MIAMI BEACH, Fla. — Urban sophisticates understand and cherish their long, rich relationship with General Motors’ luxury brand, the Cadillac. But most cannot even begin to fathom the actual depths and sheer importance of that alliance, because without this demographic, Cadillac may not be here today.
Cadillac executive Don Butler took the time during the “Cadillac Conversations” at the American Black Film Festival (ABFF) to explain how blacks actually helped stave Cadillacs — affectionately nicknamed “Caddys” — from extinction when the Great Depression ravaged the country’s economic landscape and nearly caused the complete implosion of GM’s flagship vehicle line. Fittingly, Cadillac is one of the title sponsors of the 17th annual ABFF along with HBO.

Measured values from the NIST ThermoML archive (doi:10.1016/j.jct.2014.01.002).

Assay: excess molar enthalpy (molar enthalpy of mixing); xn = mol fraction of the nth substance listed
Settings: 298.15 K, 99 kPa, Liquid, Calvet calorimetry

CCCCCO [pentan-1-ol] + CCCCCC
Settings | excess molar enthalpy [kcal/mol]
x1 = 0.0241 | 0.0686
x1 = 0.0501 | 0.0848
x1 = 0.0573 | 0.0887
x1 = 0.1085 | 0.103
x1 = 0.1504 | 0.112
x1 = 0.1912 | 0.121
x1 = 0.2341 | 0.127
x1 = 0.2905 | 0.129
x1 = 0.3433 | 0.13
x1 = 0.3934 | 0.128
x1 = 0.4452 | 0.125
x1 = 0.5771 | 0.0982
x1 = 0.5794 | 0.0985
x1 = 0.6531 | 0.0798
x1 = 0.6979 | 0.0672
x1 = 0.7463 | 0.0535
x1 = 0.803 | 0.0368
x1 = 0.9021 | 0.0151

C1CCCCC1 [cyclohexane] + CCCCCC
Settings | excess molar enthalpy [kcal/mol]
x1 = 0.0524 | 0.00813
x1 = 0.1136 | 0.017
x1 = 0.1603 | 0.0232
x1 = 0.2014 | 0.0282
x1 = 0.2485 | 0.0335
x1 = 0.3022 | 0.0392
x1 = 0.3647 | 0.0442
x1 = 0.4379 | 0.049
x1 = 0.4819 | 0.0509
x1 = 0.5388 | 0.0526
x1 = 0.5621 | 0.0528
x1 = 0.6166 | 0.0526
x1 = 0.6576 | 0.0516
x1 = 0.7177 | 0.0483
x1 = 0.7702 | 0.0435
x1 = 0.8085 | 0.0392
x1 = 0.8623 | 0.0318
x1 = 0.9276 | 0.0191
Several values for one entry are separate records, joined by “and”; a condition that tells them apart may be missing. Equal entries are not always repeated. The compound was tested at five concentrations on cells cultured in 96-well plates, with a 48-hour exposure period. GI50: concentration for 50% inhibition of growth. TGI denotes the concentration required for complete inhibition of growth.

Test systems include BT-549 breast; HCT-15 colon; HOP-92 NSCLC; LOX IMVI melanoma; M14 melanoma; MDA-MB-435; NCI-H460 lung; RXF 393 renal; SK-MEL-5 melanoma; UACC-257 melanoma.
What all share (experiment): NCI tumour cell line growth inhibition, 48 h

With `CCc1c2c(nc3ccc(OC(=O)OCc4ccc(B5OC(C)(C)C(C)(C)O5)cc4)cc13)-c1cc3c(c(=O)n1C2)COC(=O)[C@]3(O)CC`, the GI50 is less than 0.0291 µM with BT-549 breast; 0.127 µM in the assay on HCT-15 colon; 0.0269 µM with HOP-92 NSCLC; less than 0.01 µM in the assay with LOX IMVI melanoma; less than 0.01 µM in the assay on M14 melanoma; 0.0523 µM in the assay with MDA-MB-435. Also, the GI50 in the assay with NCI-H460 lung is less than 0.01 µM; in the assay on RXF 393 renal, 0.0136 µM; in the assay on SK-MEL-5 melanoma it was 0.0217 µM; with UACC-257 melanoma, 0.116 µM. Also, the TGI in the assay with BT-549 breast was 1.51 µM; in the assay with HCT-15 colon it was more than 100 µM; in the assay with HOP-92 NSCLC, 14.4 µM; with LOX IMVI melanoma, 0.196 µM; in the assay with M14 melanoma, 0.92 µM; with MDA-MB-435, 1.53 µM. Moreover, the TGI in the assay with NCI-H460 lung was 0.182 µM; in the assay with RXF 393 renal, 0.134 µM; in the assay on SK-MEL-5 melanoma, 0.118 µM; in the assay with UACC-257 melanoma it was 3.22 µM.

Butler, the global vice president of Cadillac and a certified Caddy connoisseur, told a stunned audience in South Beach that African American car consumers were responsible for helping to resurrected the beleaguered brand — even though blacks were not allowed to purchase the Cadillacs during that time period some 80 years ago. Allow me to explain.